Creative translation: Your marketing message on everyone’s lips

“I have bumble bees in my butt”, I once told a friend. He couldn’t stop laughing. Apparently, unlike Germans, the English don’t get bitten by bumble bees when they feel restless – they have ants in their pants. Both seems equally uncomfortable. But knowing these little nuances of languages is the first step to really understanding a different culture.

A good marketing translation requires thorough knowledge of your target culture. It means that sometimes not only the sales text needs to be localised, but also the brand’s visual language. Can you imagine why the following German Waldbusch advert “2 Hemden zum Preis von 1” (buy 1 shirt, get one free) could be offensive to a British audience?

Creative Translation

Example of good transcreation

If you are launching your product or services into foreign realms for the first time, you should make sure your message sounds natural and professional in your target language. This is where creative translation or transcreation comes in. It means not literally translating a sentence or marketing message, but to use the carefully crafted original text as a point of reference in order to create equally enchanting foreign copy. A good example of a well-transcreated brand message is Haribo’s German tagline “Haribo macht Kinder froh und Erwachsene ebenso”. Literally translated it reads “Haribo makes children happy, and adults as well” – not very catchy in English. So instead the marketing team came up with “Happy world of Haribo”, which rhymes perfectly with “Kids and adults love it so” and has become just as widely known abroad as the original at home.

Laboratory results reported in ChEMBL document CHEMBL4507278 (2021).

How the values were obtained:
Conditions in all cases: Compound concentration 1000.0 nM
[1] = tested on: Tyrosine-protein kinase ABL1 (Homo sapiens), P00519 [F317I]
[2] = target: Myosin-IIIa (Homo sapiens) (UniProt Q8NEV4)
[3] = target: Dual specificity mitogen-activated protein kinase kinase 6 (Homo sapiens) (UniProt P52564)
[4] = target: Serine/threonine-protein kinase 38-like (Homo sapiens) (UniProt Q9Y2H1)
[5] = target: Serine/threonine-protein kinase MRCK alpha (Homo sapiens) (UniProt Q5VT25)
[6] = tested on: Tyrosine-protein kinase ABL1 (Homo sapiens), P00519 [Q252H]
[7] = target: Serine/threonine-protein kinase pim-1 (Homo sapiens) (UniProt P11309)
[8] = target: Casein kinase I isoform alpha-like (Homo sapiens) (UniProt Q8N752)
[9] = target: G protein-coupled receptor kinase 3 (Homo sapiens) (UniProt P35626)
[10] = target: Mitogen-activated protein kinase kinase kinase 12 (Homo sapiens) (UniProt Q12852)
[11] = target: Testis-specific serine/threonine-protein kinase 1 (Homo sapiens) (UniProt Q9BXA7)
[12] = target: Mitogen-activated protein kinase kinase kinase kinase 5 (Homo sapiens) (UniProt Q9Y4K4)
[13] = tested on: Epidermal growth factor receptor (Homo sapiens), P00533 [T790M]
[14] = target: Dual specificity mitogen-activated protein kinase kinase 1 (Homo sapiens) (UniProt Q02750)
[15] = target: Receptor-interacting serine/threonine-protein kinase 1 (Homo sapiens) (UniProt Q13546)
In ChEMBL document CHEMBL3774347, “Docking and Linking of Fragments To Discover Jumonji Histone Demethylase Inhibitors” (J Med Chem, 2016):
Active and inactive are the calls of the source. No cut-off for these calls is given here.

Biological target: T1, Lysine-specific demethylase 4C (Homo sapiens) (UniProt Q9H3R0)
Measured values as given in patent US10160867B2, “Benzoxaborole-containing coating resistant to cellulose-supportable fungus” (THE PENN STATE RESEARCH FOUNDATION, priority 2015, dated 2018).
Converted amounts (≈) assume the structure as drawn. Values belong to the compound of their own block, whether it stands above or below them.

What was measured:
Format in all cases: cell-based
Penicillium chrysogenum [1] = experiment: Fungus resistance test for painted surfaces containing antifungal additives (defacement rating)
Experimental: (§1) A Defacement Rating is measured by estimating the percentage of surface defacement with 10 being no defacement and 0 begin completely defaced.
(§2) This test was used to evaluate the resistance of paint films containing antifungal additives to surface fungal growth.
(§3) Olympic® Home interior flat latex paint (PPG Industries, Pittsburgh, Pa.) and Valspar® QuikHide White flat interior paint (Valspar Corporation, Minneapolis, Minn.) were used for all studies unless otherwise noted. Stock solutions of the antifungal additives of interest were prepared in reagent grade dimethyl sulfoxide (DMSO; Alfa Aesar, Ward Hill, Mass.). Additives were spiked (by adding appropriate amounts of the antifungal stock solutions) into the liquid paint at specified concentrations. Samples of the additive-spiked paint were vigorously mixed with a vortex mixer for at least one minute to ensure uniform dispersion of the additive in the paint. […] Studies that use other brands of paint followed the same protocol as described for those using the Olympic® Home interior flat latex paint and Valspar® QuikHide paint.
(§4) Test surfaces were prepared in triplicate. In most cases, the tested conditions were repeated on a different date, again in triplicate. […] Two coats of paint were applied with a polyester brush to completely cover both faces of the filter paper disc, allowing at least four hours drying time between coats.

First impressions count

To get your marketing translation right from the start is crucial. It sets the tone of your entire international campaign and gives a first impression of your company to customers abroad. High quality copy will resonate with the target audience, whereas poorly translated sales text will fail to build trust in your brand. Ideally, your marketing copy should not only be translated in a clever and catchy way, it should also take into consideration the cultural context and language connotations of both your own and your target language and culture.

Vorsprung durch Technik

The German car industry provides us with prime examples of how culturally loaded language is – and how this can be fully exploited when taking your brand abroad. Both Audi and Volkswagen decided to keep their German slogans “Vorsprung durch Technik” and “Das Auto” in its original language. This is a marketing stroke of genius. The German slogans not only carry their brand across borders, they’re using the language as a signifier to export cultural connotations, or in other words, all those attributes Germans are known for: High quality, innovative engineering and reliability. When it comes to technology, “Made in Germany” is a quality seal that people trust in.

In some circumstances keeping parts of your marketing message in its original language can be just as important as an inventive and high quality transcreation of other parts of your sales copy. Would you like your marketing message to be on everyone’s lips soon – at home and abroad? Get in touch and learn more about our creative translation services.